United States District Court, N.D. Illinois, Eastern Division
OPS3 LLC, LEE M. FACKLIS, JEFFREY DEAN FACKLIS, and 2201 W. FULTON, LLC, Plaintiffs-Appellants,
AMERICAN CHARTERED BANK, Defendant-Appellee.
Appeal from the United States Bankruptcy Court for the
Northern District of Illinois, Case No. 12-ap-01667
MEMORANDUM OPINION AND ORDER
R. Wood United States District Judge
LLC, Lee Facklis, Jeffrey Facklis, and 2201 W. Fulton, LLC
("Appellants") have brought this appeal from the
decision of the bankruptcy court dismissing their adversary
complaint. The adversary complaint sought, as relevant here,
a declaratory judgment that personal guaranties by Lee
Facklis and Jeffrey Facklis (collectively, the
"Facklises") had been discharged in bankruptcy, and
an injunction preventing American Chartered Bank
("ACB") from enforcing a mortgage executed by the
Facklises in favor of ACB to secure loans made to the debtors
as it too had been discharged in the bankruptcy. The
bankruptcy court dismissed both of those claims in an oral
ruling, reasoning that the bankruptcy plan language did not
specifically discharge either the personal guaranties or the
mortgage. Appellants now contend that the bankruptcy court
erred, as the plain meaning of the plan language discharged
both the guaranties and the mortgage. For the reasons set
forth below, the Court affirms the decision of the bankruptcy
court dismissing the adversary complaint.
debtors in the underlying bankruptcy case were four separate
business entities: Show Department, Inc.; Resolution Digital
Studios (“Resolution”); Boreray, LLC; and 2201
West Fulton, LLC (“Fulton, ” and collectively
with Show Department, Resolution, and Boreray, the
“Debtors”). (Adversary Compl. ¶¶ 4-5,
Dkt. No. 13-1.) Sometime prior to the bankruptcy, the
Facklises-who were two insiders of the Debtors-executed
personal guaranties (the “Facklis Guaranties”)
for each of seven business loans made to the Debtors by ACB.
(Id. ¶ 20.) Separately, in March 2010, the
Facklises executed a second mortgage on certain Wisconsin
real estate that they owned personally (the “Wisconsin
Mortgage”) to secure a loan in the amount of $340, 000
made by ACB to Show Department, Boreray, and Resolution.
(Id. ¶¶ 23-24.)
each of the Debtors filed voluntary petitions for bankruptcy,
the bankruptcy court entered an order allowing the joint
administration of the Debtors with In re Show Department,
Inc., Case No. 10-bk-42055 (Bankr. N.D. Ill.), as the
lead case. (Id. ¶ 14.) Each of the Debtors
filed a separate Plan of Reorganization, all of which were
confirmed on December 15, 2011. (Id. ¶¶
15, 17.) OPS3 LLC was created pursuant to the Plans of
Reorganization of Show Department, Resolution, and Boreray,
and assumed all assets and liabilities of those three
Debtors. (Id. ¶¶ 4, 16.) Meanwhile, under
its Plan of Reorganization, Fulton continued in existence and
retained ownership of the real estate located at 2201 West
Fulton in Chicago Illinois, and also provided for the
repayment of the mortgage debt on that property owed to ACB.
(Id. ¶ 18.)
the Plans of Reorganization contained the following provision
labeled Section 9.13:
On the latest Effective Date of the four Plans, (a)
all guaranties of any of the Debtors (Show Department, Inc.;
Resolution Digital Studios, LLC; Boreray, LLC; 2201 W.
Fulton, LLC) of the payment, performance or collection of any
other of the Debtors shall be deemed eliminated and
cancelled; (b) any obligation of any of Debtors
and all guaranties by or on behalf of any of the Debtors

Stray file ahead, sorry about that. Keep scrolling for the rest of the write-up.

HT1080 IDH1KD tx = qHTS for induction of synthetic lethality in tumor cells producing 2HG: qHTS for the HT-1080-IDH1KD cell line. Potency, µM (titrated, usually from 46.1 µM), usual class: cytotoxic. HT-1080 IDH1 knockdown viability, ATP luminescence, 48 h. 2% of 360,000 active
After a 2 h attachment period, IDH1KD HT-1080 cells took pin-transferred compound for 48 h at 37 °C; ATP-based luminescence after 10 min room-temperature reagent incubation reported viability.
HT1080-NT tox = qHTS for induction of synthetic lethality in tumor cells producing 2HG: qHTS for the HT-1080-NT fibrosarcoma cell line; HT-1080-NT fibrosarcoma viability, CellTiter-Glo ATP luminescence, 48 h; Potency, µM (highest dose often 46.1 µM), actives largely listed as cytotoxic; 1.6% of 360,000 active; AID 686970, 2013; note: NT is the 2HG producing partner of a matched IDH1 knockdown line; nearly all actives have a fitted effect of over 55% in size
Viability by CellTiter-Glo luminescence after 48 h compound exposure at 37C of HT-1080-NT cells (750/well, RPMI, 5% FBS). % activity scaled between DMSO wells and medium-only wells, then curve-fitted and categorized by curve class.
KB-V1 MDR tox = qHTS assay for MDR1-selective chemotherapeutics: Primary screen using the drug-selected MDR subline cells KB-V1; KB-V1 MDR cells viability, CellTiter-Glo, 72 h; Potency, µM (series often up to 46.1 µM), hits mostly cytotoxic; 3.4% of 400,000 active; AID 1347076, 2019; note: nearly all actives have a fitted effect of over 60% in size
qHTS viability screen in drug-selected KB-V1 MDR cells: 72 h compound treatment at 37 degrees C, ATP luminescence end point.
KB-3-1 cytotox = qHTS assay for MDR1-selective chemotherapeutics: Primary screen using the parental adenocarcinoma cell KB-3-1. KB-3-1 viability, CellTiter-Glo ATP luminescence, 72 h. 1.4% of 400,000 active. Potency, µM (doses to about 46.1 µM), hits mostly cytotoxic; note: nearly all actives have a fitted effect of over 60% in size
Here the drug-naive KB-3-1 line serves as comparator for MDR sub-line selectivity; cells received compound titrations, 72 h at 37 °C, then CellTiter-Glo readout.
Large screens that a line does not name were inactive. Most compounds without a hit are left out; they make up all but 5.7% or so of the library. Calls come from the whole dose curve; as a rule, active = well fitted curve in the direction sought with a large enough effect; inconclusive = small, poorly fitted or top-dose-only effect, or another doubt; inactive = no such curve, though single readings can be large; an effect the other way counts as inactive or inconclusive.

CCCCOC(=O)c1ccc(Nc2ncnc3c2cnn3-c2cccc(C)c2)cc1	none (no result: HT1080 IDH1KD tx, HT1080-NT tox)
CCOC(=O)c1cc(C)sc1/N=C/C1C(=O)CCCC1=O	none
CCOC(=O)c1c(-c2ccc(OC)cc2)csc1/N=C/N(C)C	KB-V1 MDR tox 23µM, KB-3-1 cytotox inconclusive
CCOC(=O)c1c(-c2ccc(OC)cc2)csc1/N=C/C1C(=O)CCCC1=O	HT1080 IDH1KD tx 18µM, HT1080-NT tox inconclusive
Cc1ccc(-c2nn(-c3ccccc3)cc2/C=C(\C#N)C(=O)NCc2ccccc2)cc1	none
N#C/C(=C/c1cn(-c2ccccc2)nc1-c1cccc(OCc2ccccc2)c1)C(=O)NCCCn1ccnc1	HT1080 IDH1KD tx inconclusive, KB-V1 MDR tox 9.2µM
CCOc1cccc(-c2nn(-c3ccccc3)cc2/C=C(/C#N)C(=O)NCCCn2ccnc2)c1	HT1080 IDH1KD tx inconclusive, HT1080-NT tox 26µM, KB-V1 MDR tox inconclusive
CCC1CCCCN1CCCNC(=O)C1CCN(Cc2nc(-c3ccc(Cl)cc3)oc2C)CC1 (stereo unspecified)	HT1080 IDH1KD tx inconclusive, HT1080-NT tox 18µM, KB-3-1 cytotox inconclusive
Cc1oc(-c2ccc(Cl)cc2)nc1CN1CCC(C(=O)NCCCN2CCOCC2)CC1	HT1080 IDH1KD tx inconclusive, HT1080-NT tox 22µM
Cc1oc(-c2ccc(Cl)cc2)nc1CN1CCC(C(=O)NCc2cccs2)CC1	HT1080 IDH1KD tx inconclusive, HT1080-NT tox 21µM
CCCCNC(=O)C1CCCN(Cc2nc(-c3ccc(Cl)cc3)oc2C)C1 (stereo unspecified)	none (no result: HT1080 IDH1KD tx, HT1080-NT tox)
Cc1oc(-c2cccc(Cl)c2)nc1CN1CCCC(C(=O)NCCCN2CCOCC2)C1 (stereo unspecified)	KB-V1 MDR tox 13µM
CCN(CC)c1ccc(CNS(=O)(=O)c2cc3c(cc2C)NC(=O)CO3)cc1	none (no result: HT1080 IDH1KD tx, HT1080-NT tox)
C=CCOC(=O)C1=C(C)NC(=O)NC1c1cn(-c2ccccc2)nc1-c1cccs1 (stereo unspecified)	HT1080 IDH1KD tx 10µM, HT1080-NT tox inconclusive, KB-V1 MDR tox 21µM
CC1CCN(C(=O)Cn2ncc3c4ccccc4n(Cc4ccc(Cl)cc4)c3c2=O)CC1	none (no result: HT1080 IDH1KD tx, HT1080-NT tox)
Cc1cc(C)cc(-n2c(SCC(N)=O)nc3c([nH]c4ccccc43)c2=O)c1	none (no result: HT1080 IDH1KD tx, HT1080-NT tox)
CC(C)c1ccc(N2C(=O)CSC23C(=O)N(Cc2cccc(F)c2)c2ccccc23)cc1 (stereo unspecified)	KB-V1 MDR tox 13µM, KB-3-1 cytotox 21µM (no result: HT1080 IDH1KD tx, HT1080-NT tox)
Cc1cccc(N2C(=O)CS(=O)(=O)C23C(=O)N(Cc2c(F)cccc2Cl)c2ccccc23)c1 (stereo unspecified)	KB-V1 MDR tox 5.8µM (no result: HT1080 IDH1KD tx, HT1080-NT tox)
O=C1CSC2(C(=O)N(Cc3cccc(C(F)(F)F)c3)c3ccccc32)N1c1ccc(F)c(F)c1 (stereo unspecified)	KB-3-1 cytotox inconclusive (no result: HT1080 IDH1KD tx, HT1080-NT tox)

shall be merged into the obligation of the Debtor as stated
in the Plan; and (c) intercompany Claims between the
Debtor entities shall be eliminated.
(Id. ¶ 19 (emphasis added).) Each of the
confirmed Plans of Show Department, Boreray, and Resolution
also contained the following provision at Section 2.01:
ACB is secured to the extent of the value of its collateral,
including accounts receivable, equipment, furniture, general
intangibles and chattel papers (all assets), as of the
Effective Date of the Plan.
(Id. ¶ 38.)
October 31, 2012, OPS3 and the Facklises filed an adversary
complaint against ACB. The action included three counts;
however, only Counts I and III are relevant to the appeal.
Count I sought a declaratory judgment that the Facklis
Guaranties had been “merged” into the obligations
of the Debtors, per Section 9.13, and then discharged in
bankruptcy. (Id. ¶ 27.) Count III sought an
injunction preventing ACB from enforcing the Wisconsin
Mortgage on the ground that Section 2.01 fails to state
specifically that ACB is secured in the Wisconsin Mortgage
and therefore that secured debt was discharged in bankruptcy.
(Id. ¶¶ 38-45.)
filed a motion to dismiss the adversary complaint pursuant to
Federal Rule of Civil Procedure 12(b)(6) and Federal Rule of
Bankruptcy Procedure 7012. After briefing concluded, the
bankruptcy court dismissed the action in an oral ruling.
(Apr. 25, 2013 Tr. at 7:6-13:12, Dkt. No. 13-2.) With respect
to Count I, the bankruptcy court found Appellants'
interpretation of Section 9.13 to be overly broad in light of
Seventh Circuit precedent indicating that releases of third
parties in bankruptcy actions must be narrowly tailored and
supported by express findings by the bankruptcy court that
such releases are absolutely essential to the reorganization.
(Id. at 7:6-8:25.) The bankruptcy court also found
that the plain language of Section 9.13 did not support the
proposition that the Facklis Guaranties had been discharged.
The bankruptcy court commented that the relevant language
stated that guaranties on behalf of the debtor were
“merged” into the debtor and further noted:
I don't even know what merged means. If you look it up in
the dictionary, it says unite. . . . [I]n your next phrase,
you say and intercompany claims between the debtor entity
shall be eliminated. You really wouldn't have had to use
that last sentence. It would be surplusage if your term of
merger was ...